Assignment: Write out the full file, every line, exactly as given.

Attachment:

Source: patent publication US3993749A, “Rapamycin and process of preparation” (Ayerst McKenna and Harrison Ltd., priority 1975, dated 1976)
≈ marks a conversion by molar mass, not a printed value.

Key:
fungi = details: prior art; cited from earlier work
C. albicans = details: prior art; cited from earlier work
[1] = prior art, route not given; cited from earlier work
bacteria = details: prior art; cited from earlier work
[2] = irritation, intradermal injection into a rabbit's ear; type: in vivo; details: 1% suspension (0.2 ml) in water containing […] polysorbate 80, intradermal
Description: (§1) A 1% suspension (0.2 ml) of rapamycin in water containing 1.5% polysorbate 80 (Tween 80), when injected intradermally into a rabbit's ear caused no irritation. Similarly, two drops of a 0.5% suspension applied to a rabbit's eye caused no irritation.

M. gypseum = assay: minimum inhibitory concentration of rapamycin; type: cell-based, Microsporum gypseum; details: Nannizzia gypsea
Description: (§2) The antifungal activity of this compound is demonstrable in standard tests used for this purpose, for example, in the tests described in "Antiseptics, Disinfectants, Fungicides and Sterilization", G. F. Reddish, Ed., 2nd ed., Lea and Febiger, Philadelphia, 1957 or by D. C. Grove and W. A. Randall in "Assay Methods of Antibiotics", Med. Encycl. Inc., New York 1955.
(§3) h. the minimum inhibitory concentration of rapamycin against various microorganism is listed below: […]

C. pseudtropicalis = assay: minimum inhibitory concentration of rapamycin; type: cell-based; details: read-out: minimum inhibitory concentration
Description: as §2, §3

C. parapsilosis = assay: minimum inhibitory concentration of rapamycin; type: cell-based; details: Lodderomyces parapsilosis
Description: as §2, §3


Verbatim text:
Source: patent publication US3993749A, “Rapamycin and process of preparation” (Ayerst McKenna and Harrison Ltd., priority 1975, dated 1976)
≈ marks a conversion by molar mass, not a printed value.

Key:
fungi = details: prior art; cited from earlier work
C. albicans = details: prior art; cited from earlier work
[1] = prior art, route not given; cited from earlier work
bacteria = details: prior art; cited from earlier work
[2] = irritation, intradermal injection into a rabbit's ear; type: in vivo; details: 1% suspension (0.2 ml) in water containing […] polysorbate 80, intradermal
Description: (§1) A 1% suspension (0.2 ml) of rapamycin in water containing 1.5% polysorbate 80 (Tween 80), when injected intradermally into a rabbit's ear caused no irritation. Similarly, two drops of a 0.5% suspension applied to a rabbit's eye caused no irritation.

M. gypseum = assay: minimum inhibitory concentration of rapamycin; type: cell-based, Microsporum gypseum; details: Nannizzia gypsea
Description: (§2) The antifungal activity of this compound is demonstrable in standard tests used for this purpose, for example, in the tests described in "Antiseptics, Disinfectants, Fungicides and Sterilization", G. F. Reddish, Ed., 2nd ed., Lea and Febiger, Philadelphia, 1957 or by D. C. Grove and W. A. Randall in "Assay Methods of Antibiotics", Med. Encycl. Inc., New York 1955.
(§3) h. the minimum inhibitory concentration of rapamycin against various microorganism is listed below: […]

C. pseudtropicalis = assay: minimum inhibitory concentration of rapamycin; type: cell-based; details: read-out: minimum inhibitory concentration
Description: as §2, §3

C. parapsilosis = assay: minimum inhibitory concentration of rapamycin; type: cell-based; details: Lodderomyces parapsilosis
Description: as §2, §3